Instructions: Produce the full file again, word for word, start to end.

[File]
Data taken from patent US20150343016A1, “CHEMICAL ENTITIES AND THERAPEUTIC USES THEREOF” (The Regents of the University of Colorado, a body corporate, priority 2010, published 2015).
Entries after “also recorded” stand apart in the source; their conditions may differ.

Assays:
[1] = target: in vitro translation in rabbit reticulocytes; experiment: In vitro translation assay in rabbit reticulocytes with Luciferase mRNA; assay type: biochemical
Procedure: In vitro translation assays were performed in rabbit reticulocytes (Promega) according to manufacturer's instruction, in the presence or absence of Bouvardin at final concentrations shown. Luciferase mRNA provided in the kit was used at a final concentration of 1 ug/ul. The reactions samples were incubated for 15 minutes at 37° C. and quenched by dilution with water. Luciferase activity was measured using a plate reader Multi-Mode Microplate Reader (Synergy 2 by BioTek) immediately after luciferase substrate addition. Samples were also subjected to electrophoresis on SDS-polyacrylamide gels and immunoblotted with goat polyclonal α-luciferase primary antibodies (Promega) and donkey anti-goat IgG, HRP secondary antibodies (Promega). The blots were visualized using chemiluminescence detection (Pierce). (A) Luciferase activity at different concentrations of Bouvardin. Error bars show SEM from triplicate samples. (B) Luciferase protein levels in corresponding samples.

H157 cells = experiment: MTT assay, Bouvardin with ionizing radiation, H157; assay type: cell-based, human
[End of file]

Data taken from patent US20150343016A1, “CHEMICAL ENTITIES AND THERAPEUTIC USES THEREOF” (The Regents of the University of Colorado, a body corporate, priority 2010, published 2015).
Entries after “also recorded” stand apart in the source; their conditions may differ.

Assays:
[1] = target: in vitro translation in rabbit reticulocytes; experiment: In vitro translation assay in rabbit reticulocytes with Luciferase mRNA; assay type: biochemical
Procedure: In vitro translation assays were performed in rabbit reticulocytes (Promega) according to manufacturer's instruction, in the presence or absence of Bouvardin at final concentrations shown. Luciferase mRNA provided in the kit was used at a final concentration of 1 ug/ul. The reactions samples were incubated for 15 minutes at 37° C. and quenched by dilution with water. Luciferase activity was measured using a plate reader Multi-Mode Microplate Reader (Synergy 2 by BioTek) immediately after luciferase substrate addition. Samples were also subjected to electrophoresis on SDS-polyacrylamide gels and immunoblotted with goat polyclonal α-luciferase primary antibodies (Promega) and donkey anti-goat IgG, HRP secondary antibodies (Promega). The blots were visualized using chemiluminescence detection (Pierce). (A) Luciferase activity at different concentrations of Bouvardin. Error bars show SEM from triplicate samples. (B) Luciferase protein levels in corresponding samples.

H157 cells = experiment: MTT assay, Bouvardin with ionizing radiation, H157; assay type: cell-based, human